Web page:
In the midst of all the business being done last week during NBAA’s Business Aviation Regional Forum at Mineta San Jose International Airport (SJC), Attendees stopped to focus on the number-one priority for business aviation: safety. Two education sessions presented at the July 14 event focused on critical safety issues for the industry, aircraft icing and tire care.
Focus on Icing in Advance
The session on icing was presented by Dr. Earl Weener, a member of the National Transportation Safety Board (NTSB), who leads the board’s focus on general aviation (GA) safety. Weener presented more than half a dozen case studies of GA accidents and incidents caused by icing, showing simulations of what happened to the affected aircraft in flight and sharing the NTSB’s lessons learned from each investigation.
“None of these accidents that I’ll talk about today occurred because the airplane got so loaded up with ice that it couldn’t be propelled through the air,” said Weener. “They all occurred because of a loss of control.” Weener’s advice focused on what actions pilots should take before they fly into icing conditions, such as activating the deicing boots when entering such conditions rather than waiting for ice to build up on the wing.
“Use the deicing boots just like they vote in Chicago,” said Weener, “early and often.”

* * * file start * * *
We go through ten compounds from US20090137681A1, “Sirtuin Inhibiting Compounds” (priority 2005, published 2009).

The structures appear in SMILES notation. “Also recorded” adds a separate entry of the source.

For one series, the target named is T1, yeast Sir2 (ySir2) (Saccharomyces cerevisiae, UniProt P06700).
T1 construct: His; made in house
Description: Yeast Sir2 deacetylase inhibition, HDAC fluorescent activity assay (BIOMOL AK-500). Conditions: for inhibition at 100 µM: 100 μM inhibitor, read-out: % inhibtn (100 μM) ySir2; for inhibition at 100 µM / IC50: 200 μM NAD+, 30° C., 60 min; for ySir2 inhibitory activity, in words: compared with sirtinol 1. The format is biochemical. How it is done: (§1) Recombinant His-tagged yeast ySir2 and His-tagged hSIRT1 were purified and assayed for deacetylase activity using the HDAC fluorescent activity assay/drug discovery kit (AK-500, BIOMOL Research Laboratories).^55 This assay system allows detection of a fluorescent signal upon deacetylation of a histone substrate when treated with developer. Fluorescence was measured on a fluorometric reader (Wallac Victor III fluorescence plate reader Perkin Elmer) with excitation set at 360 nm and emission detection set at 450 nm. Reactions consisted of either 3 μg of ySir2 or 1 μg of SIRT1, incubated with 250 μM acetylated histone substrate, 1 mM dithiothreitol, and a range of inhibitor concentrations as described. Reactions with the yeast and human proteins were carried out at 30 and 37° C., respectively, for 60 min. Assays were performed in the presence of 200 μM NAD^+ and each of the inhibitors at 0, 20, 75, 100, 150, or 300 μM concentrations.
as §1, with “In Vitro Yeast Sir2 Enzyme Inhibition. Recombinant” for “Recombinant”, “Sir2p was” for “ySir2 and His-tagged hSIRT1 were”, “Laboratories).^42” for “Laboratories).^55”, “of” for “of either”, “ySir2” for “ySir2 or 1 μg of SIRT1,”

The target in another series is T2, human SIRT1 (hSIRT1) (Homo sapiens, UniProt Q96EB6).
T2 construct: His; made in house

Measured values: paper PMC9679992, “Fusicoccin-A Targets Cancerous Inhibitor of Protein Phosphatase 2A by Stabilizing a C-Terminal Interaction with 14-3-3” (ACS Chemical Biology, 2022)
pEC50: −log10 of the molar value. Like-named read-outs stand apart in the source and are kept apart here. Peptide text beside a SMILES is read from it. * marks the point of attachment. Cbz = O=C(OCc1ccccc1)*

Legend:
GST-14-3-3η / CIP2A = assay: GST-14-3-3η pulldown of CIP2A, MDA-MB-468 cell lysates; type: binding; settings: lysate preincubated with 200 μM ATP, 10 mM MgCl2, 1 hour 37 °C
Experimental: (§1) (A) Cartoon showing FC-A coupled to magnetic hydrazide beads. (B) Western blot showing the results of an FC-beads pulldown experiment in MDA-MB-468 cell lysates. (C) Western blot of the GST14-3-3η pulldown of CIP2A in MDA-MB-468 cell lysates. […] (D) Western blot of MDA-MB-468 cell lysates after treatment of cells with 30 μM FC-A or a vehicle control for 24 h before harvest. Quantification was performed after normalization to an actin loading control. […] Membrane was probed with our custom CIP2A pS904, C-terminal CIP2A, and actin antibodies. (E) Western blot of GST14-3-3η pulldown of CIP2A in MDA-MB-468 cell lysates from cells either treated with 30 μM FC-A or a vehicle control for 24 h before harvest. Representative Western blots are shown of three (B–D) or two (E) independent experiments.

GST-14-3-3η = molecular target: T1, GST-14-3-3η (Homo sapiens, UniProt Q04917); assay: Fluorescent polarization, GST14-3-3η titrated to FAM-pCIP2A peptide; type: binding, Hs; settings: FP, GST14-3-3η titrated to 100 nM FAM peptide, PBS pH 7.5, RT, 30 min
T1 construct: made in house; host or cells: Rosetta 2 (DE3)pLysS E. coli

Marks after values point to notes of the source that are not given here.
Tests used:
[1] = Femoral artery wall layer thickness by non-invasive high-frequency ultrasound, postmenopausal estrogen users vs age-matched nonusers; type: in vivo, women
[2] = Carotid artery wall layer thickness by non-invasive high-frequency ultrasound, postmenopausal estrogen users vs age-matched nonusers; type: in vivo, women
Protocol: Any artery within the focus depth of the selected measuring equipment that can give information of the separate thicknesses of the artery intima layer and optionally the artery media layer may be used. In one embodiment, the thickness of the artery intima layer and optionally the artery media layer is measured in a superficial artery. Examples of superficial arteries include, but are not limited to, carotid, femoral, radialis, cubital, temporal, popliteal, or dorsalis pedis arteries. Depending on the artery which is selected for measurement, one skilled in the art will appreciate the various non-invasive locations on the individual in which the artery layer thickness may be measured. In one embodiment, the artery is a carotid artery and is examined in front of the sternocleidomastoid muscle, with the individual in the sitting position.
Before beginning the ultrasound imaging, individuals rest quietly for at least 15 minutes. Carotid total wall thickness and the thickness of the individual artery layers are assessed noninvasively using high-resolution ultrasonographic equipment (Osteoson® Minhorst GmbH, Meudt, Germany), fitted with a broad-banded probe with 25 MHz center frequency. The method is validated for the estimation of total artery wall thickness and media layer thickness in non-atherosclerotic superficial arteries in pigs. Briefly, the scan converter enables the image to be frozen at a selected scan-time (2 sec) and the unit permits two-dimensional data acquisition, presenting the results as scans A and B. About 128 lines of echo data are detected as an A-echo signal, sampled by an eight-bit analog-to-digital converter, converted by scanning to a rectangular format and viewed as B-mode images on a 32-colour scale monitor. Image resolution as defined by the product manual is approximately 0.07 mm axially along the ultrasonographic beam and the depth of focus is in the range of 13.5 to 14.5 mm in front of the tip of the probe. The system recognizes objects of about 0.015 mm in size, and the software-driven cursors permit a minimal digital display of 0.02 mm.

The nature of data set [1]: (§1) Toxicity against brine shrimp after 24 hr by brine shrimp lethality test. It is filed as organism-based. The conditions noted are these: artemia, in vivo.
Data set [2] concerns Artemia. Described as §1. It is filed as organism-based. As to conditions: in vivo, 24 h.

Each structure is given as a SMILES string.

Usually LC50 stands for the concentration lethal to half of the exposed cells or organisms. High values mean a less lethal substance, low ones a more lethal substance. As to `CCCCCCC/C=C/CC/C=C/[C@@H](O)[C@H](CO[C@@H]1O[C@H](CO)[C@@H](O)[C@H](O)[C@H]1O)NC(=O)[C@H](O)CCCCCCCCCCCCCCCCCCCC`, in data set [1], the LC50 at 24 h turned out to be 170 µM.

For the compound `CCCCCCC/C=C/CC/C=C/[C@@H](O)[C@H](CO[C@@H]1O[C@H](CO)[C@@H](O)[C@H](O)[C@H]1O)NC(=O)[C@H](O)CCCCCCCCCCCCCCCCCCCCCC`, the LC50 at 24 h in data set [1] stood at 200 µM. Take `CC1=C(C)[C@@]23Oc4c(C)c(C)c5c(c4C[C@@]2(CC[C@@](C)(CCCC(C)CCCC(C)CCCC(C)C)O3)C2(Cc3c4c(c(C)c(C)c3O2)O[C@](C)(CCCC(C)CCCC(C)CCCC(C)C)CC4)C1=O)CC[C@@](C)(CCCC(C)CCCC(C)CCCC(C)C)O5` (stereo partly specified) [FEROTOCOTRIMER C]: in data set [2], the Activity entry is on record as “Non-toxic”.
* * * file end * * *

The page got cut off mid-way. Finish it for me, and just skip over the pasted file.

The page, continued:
Weener also discussed the risks of super-cooled large droplets (SLD), a focus for the NTSB after the 1994 fatal crash of an American Eagle ATR-72 near Roselawn, IN. While the airplane was in a holding pattern, SLD formed on the trailing edge of the wing, where it was difficult to detect and where the deicing boots offered no protection. The SLD buildup caused the ailerons to deflect, resulting in an uncontrolled roll and a stall at higher airspeed than normally expected.
Based on lessons learned from the Roselawn accident, Weener advised that pilots must be alert to the significant changes in aircraft handling that can be caused by even a small buildup of ice. To deal with this, pilots may want to consider hand-flying the aircraft during icing conditions, as using the autopilot can mask aircraft handling changes.
The Importance of Tire Safety
Another critical issue that has led to fatal GA accidents is tire safety, said Keat Pruszenski of Michelin North America, citing the infamous 2008 crash of a Learjet 60 in Columbia, SC that killed four of six people aboard. The NTSB identified tire under-inflation as the cause of the accident: the severely under-inflated tires blew out during the takeoff roll, leaving the pilot without enough time to abort the takeoff.
“Aircraft tires are special,” said Pruszenski. “We make them very small to carry a very high load at very high speeds, and that puts a lot of pressure on the material they’re made of, making them very susceptible to under-inflation and foreign objects on the runway.”
According to Pruszenski, the two most common – and preventable – causes of tire events are under-inflation and foreign object damage (FOD). He recommended checking the tire pressure whenever the aircraft rolls out of the hangar, and ensuring that they are inflated to the top of the allowable range, or 105 percent of operating pressure. He also recommended flight departments and airport personnel schedule regular “FOD walks” to clear the runway of objects that can damage tires, such as hooks and pins, luggage clasps and crumbled hunks of concrete.